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New metal roof over unventable old cathedral ceiling?

Richard Feldman | Posted in Green Products and Materials on

Our 1955 house is in CZ 3C. Tomorrow its shake roof comes off, to be replaced with OSB + felt + standing seam metal. The problem area is over a cathedral ceiling: solid 2x T&G deck over 4×6 rafters, drywall below, rigid foam in between. Never vented. I bet that’s OK because the T&G and felt and shakes are sufficiently permeable. What will happen with a metal lid on it?

I wanted to ventilate at soffit and ridge, with a bit of space for airflow over & around the insulation. But each 48″ wide rafter bay is closed off by 2×6 blocks near the top, bottom, and maybe in the middle. They support a nonstructural 2x “rafter” for drywall nailing.

We see no practical way to open a ventilation path under the exisiting T&G deck.
Do we need to put spacers between that and the new OSB, and cut through the bottom deck board to create soffit vents?
If that’s an uneccessary or unhelpful cost, then OSB will go right on top of existing deck, as planned. That’s skip sheathing, except over the cathedral ceiling. It seems that a ridge vent would contribute little over the unvented cathedral ceiling, and a couple of eyebrow vents would suffice for the attic areas.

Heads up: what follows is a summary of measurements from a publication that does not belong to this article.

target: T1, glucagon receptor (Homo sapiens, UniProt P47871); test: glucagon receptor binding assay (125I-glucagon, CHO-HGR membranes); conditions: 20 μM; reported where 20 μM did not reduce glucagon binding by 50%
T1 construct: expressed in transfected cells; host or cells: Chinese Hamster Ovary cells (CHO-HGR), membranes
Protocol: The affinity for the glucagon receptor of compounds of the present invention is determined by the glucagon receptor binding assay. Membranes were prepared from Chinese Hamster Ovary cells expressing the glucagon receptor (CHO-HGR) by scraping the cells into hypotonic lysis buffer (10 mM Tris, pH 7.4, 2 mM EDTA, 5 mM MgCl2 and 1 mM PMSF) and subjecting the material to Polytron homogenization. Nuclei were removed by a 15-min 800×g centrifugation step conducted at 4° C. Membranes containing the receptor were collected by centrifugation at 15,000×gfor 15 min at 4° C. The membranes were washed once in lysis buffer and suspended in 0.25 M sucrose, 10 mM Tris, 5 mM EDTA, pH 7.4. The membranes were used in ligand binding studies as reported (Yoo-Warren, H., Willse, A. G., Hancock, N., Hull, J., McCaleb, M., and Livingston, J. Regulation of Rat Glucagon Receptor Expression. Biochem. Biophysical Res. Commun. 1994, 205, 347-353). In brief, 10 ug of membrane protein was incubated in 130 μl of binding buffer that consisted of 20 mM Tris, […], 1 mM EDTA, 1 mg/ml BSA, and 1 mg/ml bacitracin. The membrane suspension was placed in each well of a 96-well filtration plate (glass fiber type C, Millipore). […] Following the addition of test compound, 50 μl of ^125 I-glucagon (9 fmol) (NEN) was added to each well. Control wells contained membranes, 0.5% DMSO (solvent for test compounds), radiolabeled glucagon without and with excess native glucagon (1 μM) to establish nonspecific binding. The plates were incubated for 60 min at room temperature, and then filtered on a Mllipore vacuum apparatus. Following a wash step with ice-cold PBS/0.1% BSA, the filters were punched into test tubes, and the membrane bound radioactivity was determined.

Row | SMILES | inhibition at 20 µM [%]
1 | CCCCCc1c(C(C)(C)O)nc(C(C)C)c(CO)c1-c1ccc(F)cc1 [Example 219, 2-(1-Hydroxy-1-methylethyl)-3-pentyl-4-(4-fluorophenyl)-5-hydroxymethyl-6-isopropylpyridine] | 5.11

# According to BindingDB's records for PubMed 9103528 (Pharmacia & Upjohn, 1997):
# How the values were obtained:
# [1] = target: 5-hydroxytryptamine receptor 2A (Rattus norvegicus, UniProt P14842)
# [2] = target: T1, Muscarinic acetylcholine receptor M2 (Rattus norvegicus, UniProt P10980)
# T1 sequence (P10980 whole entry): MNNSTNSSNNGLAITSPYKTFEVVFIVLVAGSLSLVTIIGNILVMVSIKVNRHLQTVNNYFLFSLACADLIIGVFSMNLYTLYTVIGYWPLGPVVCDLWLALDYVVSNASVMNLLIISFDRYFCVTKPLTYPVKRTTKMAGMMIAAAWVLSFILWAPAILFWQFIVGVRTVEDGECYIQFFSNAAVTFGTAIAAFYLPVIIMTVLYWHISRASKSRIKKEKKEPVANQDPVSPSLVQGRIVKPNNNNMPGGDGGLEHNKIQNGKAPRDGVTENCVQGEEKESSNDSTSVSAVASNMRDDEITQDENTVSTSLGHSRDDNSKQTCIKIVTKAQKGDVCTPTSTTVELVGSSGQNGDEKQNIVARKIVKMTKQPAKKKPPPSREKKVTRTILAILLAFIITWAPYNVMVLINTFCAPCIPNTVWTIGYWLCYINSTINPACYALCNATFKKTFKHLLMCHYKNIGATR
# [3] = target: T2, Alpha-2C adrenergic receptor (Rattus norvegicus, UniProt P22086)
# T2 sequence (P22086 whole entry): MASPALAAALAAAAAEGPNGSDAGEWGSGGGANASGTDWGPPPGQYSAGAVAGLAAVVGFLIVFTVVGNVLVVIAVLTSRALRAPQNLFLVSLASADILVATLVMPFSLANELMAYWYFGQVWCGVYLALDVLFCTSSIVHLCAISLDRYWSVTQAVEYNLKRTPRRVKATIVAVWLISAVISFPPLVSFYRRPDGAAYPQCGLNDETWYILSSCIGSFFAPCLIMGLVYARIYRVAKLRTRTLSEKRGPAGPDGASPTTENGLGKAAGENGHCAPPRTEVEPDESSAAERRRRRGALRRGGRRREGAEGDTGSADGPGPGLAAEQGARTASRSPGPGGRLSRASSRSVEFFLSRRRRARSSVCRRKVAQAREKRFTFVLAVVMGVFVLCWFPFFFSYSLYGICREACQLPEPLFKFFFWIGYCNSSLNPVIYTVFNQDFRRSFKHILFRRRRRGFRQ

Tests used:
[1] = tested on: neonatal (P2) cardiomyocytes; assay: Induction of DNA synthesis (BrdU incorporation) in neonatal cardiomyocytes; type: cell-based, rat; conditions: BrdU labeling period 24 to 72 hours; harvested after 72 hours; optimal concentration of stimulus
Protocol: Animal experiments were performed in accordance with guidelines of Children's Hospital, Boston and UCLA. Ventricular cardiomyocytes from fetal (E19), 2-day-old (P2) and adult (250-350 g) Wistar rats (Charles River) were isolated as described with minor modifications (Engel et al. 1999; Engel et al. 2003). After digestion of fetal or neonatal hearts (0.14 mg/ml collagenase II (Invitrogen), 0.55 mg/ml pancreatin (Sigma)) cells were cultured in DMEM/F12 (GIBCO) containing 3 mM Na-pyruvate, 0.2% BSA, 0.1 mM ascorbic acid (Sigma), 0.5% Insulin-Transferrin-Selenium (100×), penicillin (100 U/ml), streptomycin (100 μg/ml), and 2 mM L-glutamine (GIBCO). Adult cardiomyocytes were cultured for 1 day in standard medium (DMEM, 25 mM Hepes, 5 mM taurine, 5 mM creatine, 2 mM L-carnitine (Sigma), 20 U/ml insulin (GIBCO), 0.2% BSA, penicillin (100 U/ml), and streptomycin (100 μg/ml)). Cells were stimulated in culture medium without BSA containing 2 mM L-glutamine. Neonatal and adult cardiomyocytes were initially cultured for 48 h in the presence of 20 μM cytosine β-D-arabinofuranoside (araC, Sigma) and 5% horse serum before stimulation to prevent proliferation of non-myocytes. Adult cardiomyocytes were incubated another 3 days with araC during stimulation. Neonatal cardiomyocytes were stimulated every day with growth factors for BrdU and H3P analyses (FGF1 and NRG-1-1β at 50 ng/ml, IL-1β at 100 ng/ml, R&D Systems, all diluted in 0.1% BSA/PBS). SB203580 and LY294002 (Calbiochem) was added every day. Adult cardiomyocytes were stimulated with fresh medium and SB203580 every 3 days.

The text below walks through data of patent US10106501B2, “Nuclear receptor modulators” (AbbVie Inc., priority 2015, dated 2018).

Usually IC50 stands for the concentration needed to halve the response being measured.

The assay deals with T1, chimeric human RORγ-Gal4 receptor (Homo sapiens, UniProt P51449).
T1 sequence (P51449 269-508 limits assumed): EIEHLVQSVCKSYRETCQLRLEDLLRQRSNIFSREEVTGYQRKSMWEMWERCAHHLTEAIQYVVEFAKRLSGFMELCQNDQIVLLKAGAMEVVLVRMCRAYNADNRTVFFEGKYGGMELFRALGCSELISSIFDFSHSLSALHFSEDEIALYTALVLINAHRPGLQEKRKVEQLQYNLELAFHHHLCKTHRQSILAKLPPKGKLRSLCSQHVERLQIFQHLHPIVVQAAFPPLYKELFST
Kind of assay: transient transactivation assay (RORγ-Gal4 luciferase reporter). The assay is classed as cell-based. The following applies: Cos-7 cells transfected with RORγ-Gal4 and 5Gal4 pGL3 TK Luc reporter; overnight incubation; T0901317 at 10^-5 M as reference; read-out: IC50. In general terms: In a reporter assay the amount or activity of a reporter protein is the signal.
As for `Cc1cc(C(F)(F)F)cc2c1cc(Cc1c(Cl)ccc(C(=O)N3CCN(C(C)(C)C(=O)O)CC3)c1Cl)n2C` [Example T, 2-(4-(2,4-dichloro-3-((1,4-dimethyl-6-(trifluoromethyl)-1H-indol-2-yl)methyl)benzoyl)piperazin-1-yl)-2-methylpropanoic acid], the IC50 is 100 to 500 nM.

Perhaps there’s a good solution that we have overlooked. All advice welcome.
Thank you,
Richard and Stefanie

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  1. GBA Editor
    Martin Holladay | | #1

    Richard and Stefanie,
    There are a couple of issues here. One concerns the sufficiency of the insulation; the other concerns venting.

    Is the existing rigid foam insulation at the cathedral ceiling installed as a continuous layer? Or is it cut into strips and inserted between the rafters?

    How thick is the rigid foam? Do you have anything close to the minimum R-value required by code?

    If you want to include a ventilation channel, you can ventilate above the 2-by T&G decking if you want. (You would need to install flatways 2x4s above the decking, 16 in. o.c. or 24 in. o.c., running from the soffits to the ridge, to create 1 1/2-inch-deep ventilation channels. Of course you would also need to install plywood or OSB on top of the 2x4s.)

    It's hard to understand from your description whether this solution is possible or desirable.

  2. GBA Editor
    Martin Holladay | | #2

    It looks like Richard and Stefanie have decided to continue their questions on a new thread:

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